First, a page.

All Fall Down by Jennifer Weiner
(Atria Books, 2014, 388 pages)
From #1 New York Times bestselling author Jennifer Weiner:
Allison Weiss got her happy ending—a handsome husband, adorable daughter, a job she loves, and the big house in the suburbs. But while waiting in the pediatrician’s office, she opens a magazine to a quiz about addiction and starts to wonder…Is a Percocet at the end of the day really different from a glass of wine? Is it such a bad thing to pop a Vicodin after a brutal Jump & Pump class…or if your husband ignores you?
The pills help her manage the realities of her good-looking life: that her husband is distant, that her daughter is acting out, that her father’s Alzheimer’s is worsening and her mother is barely managing to cope. She tells herself that they let her make it through her days… but what if her increasing drug use, a habit that’s becoming expensive and hard to hide, is turning into her biggest problem of all?
With a sparkling comedic touch and a cast of unforgettable characters, this remarkable story of a woman’s slide into addiction and struggle to find her way back up again is Jennifer Weiner’s most masterful work yet.
I’d never read any of Jennifer Weiner books but I was told that she was a pretty good writer. And I did see the movie version of her book In Her Shoes, which I thought was very good. So when I saw this was her latest book it sounded pretty interesting to me. I have to say I was impressed with her writing style and the subject sparked my interest as well. I have known a few people with prescription drug addiction and saw firsthand the struggle they had to deal with to overcome it.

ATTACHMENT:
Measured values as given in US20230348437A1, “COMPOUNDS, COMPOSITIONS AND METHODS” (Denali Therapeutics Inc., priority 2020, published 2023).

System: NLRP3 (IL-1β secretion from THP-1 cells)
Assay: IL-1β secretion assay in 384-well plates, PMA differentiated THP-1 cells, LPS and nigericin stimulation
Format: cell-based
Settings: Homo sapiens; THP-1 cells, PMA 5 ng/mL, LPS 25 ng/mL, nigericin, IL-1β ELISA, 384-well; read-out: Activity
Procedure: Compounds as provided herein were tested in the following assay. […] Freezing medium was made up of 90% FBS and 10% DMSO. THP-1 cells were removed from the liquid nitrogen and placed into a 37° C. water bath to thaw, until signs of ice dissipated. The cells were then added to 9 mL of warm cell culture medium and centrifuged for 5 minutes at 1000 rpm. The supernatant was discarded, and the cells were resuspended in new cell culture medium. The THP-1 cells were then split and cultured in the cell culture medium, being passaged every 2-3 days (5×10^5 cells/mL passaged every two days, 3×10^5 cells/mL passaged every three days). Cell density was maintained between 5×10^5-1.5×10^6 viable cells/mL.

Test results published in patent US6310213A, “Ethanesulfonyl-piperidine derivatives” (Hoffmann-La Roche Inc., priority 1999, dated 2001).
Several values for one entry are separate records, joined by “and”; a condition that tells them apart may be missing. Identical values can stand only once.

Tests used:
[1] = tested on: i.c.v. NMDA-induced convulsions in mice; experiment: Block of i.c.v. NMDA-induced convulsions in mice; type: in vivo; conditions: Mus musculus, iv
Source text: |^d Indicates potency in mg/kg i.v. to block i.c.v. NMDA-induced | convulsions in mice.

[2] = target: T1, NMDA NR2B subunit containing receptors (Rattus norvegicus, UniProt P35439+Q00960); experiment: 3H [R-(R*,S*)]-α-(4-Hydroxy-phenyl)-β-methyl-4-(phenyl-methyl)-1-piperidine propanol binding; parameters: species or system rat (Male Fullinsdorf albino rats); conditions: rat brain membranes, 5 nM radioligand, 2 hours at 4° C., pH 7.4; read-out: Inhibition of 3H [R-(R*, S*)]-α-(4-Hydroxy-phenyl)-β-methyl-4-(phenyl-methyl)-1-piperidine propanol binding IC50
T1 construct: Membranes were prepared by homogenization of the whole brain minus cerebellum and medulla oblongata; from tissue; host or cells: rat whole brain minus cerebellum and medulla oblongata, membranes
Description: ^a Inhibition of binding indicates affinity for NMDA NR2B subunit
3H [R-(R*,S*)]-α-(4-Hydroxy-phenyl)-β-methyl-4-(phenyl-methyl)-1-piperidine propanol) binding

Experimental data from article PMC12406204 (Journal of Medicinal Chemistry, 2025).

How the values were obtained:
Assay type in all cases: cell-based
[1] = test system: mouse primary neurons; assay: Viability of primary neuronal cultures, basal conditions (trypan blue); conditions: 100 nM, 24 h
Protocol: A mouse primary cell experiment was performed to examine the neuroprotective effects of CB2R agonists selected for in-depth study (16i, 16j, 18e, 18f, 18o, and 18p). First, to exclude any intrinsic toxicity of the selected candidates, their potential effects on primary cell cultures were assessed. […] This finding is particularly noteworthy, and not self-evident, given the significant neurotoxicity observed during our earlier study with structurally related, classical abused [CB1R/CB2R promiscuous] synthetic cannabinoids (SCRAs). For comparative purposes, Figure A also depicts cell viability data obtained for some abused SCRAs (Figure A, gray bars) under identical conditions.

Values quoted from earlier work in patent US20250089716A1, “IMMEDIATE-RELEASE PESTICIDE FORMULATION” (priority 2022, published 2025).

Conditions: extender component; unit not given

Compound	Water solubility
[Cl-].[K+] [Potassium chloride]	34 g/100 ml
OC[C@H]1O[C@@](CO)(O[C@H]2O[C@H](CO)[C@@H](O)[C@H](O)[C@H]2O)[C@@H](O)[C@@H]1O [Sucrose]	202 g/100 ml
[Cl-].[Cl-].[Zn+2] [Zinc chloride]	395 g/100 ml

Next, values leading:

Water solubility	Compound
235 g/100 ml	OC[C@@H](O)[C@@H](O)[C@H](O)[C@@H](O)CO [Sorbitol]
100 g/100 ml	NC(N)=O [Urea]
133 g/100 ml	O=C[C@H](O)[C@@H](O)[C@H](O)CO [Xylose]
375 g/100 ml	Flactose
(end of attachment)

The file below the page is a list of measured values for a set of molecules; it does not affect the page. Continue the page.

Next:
Her story is compelling and well-written. I would love to know the type of research she did for this story because she seriously did her homework. Allison is real. She can be any one of your friends or neighbors; she could be any one of us. I traveled on her journey rooting for her to find a way to pull herself together and in the end, she did. It was not easy for her, though. Which in real life it’s not. I found it hard to put down.
This book gave me a completely new insight to addiction. I don’t understand how someone quits or why they relapse. I know it is fiction but it was really well written. It wasn’t a depressing book and she even had some very funny moments in it. While it’s easy to see how Allison’s life spiraled out of control, you can’t help but root for her recovery. I have to admit, I was a little disappointed with the ending. For a story that had so much intrigue throughout, the end was kind of blah. I can see myself definitely reading another one of her books, though.